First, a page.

Once you've got your footage together and logged it, it's time to pick out key elements and  put them together in a sequence that communicates your message. If you're making a journalistic piece, be sure you put 'who, what, where, when, and why' at the beginning. You can also plan to add music, graphics, and transitions to smooth out the story and make the viewing a more enjoyable experience. If you have a clear plan, called a 'paper edit', before you begin, you'll be better able to make decisions along the way.

Basic Editing

To begin, you only need to do basic cutting: re-arrange footage, clip the unusable beginnings and ends off of shots, and add simple titles and transitions. Basic editing systems, that often come free with a computer operating system, are usually well-suited to these tasks.

For Windows there is Windows Movie Maker, for Mac there is iMovie. Both come with comprehensive 'how-to' guides. For Linux we recommend the Open Source Kdenlive; please note that this doesn't have many features.

If you have to add a lot of titles, it may be more useful to use subtitle software to create separate digital subtitle files after the edit than to 'burn' the subtitles into the image during the edit – which will get in the way of any other language subtitling you need to do later (Read more about translating video).

Advanced Editing

Non-linear editing suites are more complex and far more expensive than the basic editing solutions available by default with Windows and Mac. If you require multi-track editing, more complex titles or special effects, you might consider non-linear editing software. Options include:

Tips to Remember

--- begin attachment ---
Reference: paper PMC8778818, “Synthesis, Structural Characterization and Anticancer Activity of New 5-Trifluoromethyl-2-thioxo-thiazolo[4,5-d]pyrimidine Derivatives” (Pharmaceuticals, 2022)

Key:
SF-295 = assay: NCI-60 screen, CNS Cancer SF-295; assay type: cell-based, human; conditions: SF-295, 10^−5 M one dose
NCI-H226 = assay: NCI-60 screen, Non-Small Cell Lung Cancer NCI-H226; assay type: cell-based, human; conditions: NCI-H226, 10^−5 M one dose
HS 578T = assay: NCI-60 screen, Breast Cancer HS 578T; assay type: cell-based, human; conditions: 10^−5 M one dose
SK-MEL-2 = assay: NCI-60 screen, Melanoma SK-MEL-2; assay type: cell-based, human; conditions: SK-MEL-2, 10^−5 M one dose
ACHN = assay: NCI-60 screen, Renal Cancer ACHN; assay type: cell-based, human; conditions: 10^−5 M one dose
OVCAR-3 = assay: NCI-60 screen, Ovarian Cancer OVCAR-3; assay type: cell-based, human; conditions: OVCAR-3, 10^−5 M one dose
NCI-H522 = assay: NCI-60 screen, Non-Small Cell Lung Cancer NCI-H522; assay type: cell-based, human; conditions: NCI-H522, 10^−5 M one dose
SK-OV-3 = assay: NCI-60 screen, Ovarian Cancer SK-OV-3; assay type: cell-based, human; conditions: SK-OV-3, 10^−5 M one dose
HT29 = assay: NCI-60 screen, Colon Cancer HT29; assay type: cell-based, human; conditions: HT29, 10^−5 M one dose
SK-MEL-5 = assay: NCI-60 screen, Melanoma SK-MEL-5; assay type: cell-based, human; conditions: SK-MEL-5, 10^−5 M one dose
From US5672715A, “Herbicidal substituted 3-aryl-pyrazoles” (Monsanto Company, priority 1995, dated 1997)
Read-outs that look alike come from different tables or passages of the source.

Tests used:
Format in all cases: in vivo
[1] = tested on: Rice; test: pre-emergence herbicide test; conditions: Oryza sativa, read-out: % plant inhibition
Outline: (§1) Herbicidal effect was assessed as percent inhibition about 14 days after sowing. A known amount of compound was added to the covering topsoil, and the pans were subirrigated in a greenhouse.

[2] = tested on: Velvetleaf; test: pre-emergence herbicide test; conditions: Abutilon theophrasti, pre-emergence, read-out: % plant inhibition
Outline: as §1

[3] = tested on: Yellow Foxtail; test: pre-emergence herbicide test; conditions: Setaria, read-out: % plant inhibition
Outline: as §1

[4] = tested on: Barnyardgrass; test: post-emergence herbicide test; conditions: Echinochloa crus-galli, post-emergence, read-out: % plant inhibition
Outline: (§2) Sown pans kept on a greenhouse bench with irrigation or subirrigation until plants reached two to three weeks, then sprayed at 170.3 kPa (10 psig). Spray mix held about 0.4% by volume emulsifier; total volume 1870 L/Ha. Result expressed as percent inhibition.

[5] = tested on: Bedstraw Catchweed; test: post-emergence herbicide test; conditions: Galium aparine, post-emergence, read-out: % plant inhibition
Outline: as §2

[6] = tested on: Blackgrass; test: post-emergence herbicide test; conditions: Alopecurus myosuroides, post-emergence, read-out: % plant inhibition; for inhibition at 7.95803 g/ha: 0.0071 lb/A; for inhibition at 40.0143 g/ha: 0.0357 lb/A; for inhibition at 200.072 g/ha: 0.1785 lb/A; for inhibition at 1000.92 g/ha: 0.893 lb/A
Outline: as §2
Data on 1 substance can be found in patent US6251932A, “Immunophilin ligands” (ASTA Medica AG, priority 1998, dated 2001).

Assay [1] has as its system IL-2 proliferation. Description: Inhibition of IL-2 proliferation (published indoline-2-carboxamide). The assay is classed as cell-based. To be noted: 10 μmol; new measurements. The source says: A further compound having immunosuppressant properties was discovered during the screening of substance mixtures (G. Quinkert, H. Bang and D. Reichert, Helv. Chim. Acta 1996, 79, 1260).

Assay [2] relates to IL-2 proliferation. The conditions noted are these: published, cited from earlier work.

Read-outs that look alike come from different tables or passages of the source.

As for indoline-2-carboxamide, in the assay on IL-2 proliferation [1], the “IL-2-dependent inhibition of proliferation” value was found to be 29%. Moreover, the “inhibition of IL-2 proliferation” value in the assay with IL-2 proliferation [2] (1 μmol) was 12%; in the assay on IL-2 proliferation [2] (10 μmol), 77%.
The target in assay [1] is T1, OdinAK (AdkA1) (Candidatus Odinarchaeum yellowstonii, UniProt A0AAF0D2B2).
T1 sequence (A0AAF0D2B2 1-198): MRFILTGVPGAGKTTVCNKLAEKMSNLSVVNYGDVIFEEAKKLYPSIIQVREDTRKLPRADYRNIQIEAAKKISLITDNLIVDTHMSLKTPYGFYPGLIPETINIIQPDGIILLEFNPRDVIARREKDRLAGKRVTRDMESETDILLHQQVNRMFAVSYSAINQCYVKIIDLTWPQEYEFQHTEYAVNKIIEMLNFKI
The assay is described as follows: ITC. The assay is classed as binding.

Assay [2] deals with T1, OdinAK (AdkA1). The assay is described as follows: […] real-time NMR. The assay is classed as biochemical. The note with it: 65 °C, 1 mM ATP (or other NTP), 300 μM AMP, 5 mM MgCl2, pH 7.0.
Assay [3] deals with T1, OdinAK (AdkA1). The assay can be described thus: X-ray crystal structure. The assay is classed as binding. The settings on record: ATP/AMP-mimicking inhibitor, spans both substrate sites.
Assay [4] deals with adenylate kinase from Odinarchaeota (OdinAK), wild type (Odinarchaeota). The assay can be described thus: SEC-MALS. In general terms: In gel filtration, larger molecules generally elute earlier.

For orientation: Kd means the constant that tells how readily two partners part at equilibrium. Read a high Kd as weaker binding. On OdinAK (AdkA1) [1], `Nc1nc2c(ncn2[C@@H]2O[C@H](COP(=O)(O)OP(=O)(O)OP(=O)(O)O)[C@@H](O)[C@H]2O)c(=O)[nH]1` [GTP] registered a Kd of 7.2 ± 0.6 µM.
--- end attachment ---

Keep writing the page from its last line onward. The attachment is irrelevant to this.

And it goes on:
• Keep it short – the most common problem that new editors run into is that they can't bear to leave anything out. Don't be afraid to ask for help with cutting away excess. Be especially wary of poor footage, incomprehensible speech, repetition and distracting or irrelevant sounds and images. To make your video interesting and appealing, make a very short project the first time around.
  • Tell a story – whether you are making a feature, documentary, or art piece, remember to tell a story that engages the viewer.
  • Don't overdo the effects – a good video can be ruined with too many effects. Where possible, let the images, the sounds, and the people themselves tell the story.
  • Be creative – consider the rhythm of your piece. Pauses in the speech allow the audience to reflect on a powerful point, to enjoy dramatic footage or a joke.
  • Be patient – don't get discouraged if the edit goes slowly. It can take time, but will get easier as you gain more experience.

Get Feedback

Once you have a rough cut of your video, watch it from your intended audience's point of view. Better still, arrange a test screening for a few people from your intended audience, and encourage them to discuss the video so that you can collect feedback to improve the final version.

Questions for yourself & the test audience:

  • Does everyone understand all the language?
  • Does anybody's speech need subtitling?
  • Is there too much information, or too little?
  • Do the audience understand what is happening (who, what, where, when, why)?
  • Does it keep their attention?
  • Does it make people laugh? Should they be laughing at that point?
  • Is there any important information missing?
  • Will it move people to action?
  • Will they know where to go for more information?